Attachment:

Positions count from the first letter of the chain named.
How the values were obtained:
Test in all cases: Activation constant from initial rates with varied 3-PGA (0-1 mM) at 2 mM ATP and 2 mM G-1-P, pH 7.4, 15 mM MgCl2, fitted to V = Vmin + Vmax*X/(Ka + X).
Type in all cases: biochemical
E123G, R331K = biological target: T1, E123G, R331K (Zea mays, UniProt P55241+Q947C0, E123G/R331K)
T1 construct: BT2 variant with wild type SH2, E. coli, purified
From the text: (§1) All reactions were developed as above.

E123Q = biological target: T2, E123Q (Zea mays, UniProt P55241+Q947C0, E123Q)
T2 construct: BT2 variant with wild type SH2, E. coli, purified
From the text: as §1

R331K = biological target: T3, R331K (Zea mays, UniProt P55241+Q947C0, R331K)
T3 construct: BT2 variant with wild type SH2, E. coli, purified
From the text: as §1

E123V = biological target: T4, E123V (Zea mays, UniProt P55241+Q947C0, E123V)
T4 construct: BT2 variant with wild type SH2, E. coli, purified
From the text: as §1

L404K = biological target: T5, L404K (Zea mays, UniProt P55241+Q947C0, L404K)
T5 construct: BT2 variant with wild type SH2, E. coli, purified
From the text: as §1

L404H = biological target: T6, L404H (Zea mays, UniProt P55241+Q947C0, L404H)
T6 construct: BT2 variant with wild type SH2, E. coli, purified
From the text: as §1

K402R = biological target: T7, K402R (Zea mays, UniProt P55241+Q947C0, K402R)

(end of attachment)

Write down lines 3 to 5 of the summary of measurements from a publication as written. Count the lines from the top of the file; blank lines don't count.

Test in all cases: Activation constant from initial rates with varied 3-PGA (0-1 mM) at 2 mM ATP and 2 mM G-1-P, pH 7.4, 15 mM MgCl2, fitted to V = Vmin + Vmax*X/(Ka + X).
Type in all cases: biochemical
E123G, R331K = biological target: T1, E123G, R331K (Zea mays, UniProt P55241+Q947C0, E123G/R331K)